What your bank of evidence says about you

Have you heard that saying, “Motivation will get you started, dedication will keep you going”? It’s about being dedicated to your cause, rather than just being motivated to do something at one point in time. Now, don’t get me wrong – I’m a motivation supporter…I do a daily post (check it out here) and am constantly being told I’m a “Positive Polly” (a fact I’m more than happy to own). However, simply saying motivational quotes or affirmations without the belief to back them up is never going to help you achieve results. To achieve results, we need evidence.

Is it actually true?

I was working with a group recently where we discussed the topic of mindset and self-talk. We often get asked if motivational quotes and affirmations are the best way to get and stay motivated. The thing is, quotes and affirmations can be very motivational and encouraging, but they will only work if there is evidence to support the thought. For example, standing in front of the mirror every morning repeating, “I am awesome!” ten times will only work if you have the belief and proof that you are. If you believe you are everything but awesome, telling yourself to be awesome probably won’t work.

One participant of the discussion offered their thoughts at this point. He explained, “Every morning, in the shower, I talk to myself. I talk myself into the day. I tell myself what is good about what I do, what I’m good at, what my strengths are and how I can improve.” At this point, he looked around at the room full of people focused on him and went a little red. He continued, “It’s probably a bit wrong, I should probably stop doing it.” And then lowered his head to stare at the ground.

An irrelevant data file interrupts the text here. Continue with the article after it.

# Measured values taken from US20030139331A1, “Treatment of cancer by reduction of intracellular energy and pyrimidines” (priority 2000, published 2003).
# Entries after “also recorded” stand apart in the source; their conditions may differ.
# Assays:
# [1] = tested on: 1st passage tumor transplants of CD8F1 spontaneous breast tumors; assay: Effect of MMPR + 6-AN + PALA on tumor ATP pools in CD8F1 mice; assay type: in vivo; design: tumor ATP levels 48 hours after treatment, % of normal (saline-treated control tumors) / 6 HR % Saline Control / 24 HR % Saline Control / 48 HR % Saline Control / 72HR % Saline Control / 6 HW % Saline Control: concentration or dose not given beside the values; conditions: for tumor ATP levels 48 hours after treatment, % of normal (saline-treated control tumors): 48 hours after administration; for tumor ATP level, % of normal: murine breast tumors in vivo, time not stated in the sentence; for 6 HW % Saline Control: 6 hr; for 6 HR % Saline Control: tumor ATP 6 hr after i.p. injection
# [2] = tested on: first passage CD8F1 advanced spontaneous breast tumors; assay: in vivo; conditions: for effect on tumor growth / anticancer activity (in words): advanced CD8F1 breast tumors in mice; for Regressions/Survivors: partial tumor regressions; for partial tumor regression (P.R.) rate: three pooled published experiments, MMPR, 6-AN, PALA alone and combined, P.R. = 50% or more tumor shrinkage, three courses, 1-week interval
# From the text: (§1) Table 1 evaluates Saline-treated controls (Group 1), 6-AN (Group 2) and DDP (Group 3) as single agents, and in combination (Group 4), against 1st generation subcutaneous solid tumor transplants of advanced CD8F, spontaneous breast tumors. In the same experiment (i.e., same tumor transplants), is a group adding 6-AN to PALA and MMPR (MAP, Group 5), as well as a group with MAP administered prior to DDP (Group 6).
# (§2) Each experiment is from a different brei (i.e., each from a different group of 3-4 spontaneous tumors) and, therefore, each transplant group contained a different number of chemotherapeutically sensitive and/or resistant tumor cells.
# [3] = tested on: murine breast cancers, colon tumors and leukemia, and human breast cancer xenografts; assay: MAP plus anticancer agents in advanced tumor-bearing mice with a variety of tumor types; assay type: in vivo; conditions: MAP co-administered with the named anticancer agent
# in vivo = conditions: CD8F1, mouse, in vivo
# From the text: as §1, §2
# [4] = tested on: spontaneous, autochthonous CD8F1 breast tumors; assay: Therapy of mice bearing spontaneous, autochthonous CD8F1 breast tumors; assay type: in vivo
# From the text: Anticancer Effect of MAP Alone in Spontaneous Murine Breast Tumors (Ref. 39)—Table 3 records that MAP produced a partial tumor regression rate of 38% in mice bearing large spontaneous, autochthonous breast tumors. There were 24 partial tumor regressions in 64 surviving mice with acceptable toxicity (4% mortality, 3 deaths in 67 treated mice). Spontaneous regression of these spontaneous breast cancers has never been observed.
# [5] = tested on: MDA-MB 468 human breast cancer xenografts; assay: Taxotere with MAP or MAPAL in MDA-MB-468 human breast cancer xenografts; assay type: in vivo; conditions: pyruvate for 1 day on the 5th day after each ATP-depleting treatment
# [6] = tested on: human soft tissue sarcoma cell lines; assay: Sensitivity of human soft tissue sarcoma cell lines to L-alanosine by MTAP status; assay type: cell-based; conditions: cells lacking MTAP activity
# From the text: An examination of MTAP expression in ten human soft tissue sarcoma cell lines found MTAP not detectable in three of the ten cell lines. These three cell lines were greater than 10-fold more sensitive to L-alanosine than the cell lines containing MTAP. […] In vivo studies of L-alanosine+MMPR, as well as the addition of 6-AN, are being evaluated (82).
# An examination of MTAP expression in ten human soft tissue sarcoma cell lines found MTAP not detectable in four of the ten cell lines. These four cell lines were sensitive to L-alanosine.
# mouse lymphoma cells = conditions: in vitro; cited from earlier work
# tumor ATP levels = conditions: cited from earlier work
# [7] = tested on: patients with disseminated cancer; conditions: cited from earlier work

At this point I jumped in and said, “NO WAY!” What he had effectively done, unknowingly, was create new wiring to form a more positive mindset using a bank of evidence with proof he could, in fact, win the day. He wasn’t just telling himself how good he was, he was actively looking and recognising the evidence to prove he was good.

What’s in your bank of evidence?

So what was in his evidence that helped him win the day? Notice the language he used when explaining what he talked to himself about:

  • “What is good about what I do” – who do you serve? what do you provide them?
  • “What I’m good at” – what do you do well? what are the things you do that make a difference?
  • “What my strengths are” – no matter how small or insignificant you think they may be, what are the strengths of your abilities?

Rather than telling himself “I am awesome!”, he lists all the actual things he knows to be true – I am fit, healthy, strong, resilient, open-minded, intelligent, creative, positive, helpful, supportive, funny, playful, adventurous…the list could go on forever! Once you’ve mastered a general list, start to really focus on specifics – the actual tasks you do, the activity you complete, the actions you take, the behaviours you have – the more specific you can get, the stronger the wiring you will create with your bank of evidence.

If you’re struggling to identify your strengths and positive points, ask a friend or family member to list out how they would describe you. We are all our worst critics, and remember our brain is wired for defence so it will always want to identify the negatives naturally. Ask yourself, how would someone else describe me? I am sure there are a long list of positive examples of things you do really well that could kick start your bank of evidence and help wire your brain for the positive.

Want to learn more about building your bank of evidence and creating positive wiring? Get in touch with us for a complimentary chat.


If you’d like to find out more, join the conversation in our next open workshop.